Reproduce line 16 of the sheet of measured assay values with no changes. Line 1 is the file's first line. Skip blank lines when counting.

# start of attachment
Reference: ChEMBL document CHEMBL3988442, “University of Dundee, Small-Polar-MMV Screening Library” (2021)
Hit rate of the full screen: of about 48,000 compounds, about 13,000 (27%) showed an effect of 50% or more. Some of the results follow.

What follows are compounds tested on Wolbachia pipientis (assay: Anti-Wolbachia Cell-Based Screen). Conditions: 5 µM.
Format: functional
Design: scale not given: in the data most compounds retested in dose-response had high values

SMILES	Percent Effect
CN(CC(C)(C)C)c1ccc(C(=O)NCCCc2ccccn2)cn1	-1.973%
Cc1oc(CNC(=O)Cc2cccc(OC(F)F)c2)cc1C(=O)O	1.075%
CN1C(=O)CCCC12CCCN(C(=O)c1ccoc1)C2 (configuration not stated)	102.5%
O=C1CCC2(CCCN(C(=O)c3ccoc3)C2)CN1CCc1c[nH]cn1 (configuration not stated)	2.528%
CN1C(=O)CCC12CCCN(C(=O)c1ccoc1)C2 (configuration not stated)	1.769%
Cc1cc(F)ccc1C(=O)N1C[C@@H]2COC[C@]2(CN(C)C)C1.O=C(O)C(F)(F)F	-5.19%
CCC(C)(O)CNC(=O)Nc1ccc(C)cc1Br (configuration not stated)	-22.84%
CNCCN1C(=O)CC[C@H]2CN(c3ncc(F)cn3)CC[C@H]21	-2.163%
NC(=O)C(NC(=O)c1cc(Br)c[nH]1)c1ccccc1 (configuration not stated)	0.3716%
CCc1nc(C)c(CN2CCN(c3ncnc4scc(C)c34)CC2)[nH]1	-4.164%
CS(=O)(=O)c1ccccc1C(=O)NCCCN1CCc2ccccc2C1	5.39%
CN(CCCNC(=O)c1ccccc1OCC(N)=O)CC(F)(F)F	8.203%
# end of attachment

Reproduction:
CCc1nc(C)c(CN2CCN(c3ncnc4scc(C)c34)CC2)[nH]1	-4.164%